Aston Martin Virage – A close look at this sports car including performance, technical data, features, comparing rivals, history, used prices
from Classic to Modern
The V8 Series of Aston Martin sports cars had been successfully produced since 1969, and a replacement was well overdue.
Consequently, in late 1988, and as a natural evolution, the successor was introduced at the Birmingham Motor Show as a 2 + 2 coupe, and designated the Aston Martin Virage sports car.
It was positioned as the company's premier and exclusive model, and the timing of the launch coincided with the acquisition of the company by Ford of the US.
In terms of styling, it's sleek lines, which produced a drag coefficient of just 0.34, resembled that of a Lagonda rather than the classic lines of the V8 Series.
It was fitted with spoilers both front and rear, and stylish flush headlights.
The influence of Ford was noticeable in the fact that, as a cost-cutting measure, a number of the car's' components were sourced from a wide range of companies, including the Parent.
Although it used aluminum body panels, it was still a heavy car with a curb weight of 1790 kg.
When production ended in 1995, Aston Martin had built a total of 365 Virage sports cars.
The Virage was powered by a front-engined, all aluminum, 5.3 liter, 32 valve, DOHC, V8 unit with the head modified by Callaway Engineering in the US, and incorporated a modified intake manifold and Weber-Marelli fuel injection.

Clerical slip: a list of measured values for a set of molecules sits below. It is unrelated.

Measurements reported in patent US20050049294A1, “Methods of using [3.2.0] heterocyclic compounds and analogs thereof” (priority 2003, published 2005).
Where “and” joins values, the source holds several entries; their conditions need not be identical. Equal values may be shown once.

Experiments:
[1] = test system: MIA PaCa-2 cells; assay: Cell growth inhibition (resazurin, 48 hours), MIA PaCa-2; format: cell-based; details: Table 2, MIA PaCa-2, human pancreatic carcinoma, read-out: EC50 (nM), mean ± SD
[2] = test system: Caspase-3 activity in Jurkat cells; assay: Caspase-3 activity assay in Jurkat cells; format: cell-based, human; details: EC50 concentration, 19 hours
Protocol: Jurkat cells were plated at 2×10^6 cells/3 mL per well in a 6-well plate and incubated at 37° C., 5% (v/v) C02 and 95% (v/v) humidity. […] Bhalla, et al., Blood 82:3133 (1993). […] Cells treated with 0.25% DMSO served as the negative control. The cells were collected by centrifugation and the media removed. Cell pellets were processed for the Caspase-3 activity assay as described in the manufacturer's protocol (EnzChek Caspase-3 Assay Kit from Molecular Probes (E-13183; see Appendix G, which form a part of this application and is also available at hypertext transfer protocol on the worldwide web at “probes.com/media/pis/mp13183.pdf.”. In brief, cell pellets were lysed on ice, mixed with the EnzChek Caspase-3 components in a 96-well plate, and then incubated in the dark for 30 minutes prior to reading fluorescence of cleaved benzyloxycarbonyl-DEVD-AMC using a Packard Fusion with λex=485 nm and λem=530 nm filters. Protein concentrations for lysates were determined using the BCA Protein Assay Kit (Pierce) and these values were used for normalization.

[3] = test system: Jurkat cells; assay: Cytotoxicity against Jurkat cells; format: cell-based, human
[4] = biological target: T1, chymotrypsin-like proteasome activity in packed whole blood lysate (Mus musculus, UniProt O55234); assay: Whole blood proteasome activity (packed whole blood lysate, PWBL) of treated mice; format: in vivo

This developed 330 bhp at 5300 rpm, and 350 ft / lbs of torque at 4000 rpm.
Fitted with a ZF five speed manual gearbox and using a 9.5: 1 compression, it produced a top speed of 158 mph, with 0-60 mph in 6.5 secs.
Interestingly, the majority of customers preferred the optional Chrysler three-speed Torqueflite automatic transmission.
Towards the end of production, an optional six speed manual gearbox from the Vantage sports car was offered.
In January 1992, as part of a program of improvements, existing customers were able to replace the original 5.3 liter engine with a 6.3 liter V8 unit that had been incorporated in the Aston Martin AMR1, a Group C sports car racer that was entered in the 1989 Le Mans 24 Hours race.
The new engine developed 500 bhp at 6000 rpm, and 480 ft / lbs of torque at 5800 revs, which gave the car a top speed of 175 mph.
The conversion included fitting larger vented disc brakes, 18 inch wheels, air dams and side air vents.
For Technical Data, see original article below
Typical competitors of the Aston Martin Virage sports car were the following: Porsche 964 Turbo, and Ferrari 550 Maranello.
For Comparative Technical Data, see original article below
This concludes my Aston Martin Virage Sports Car Review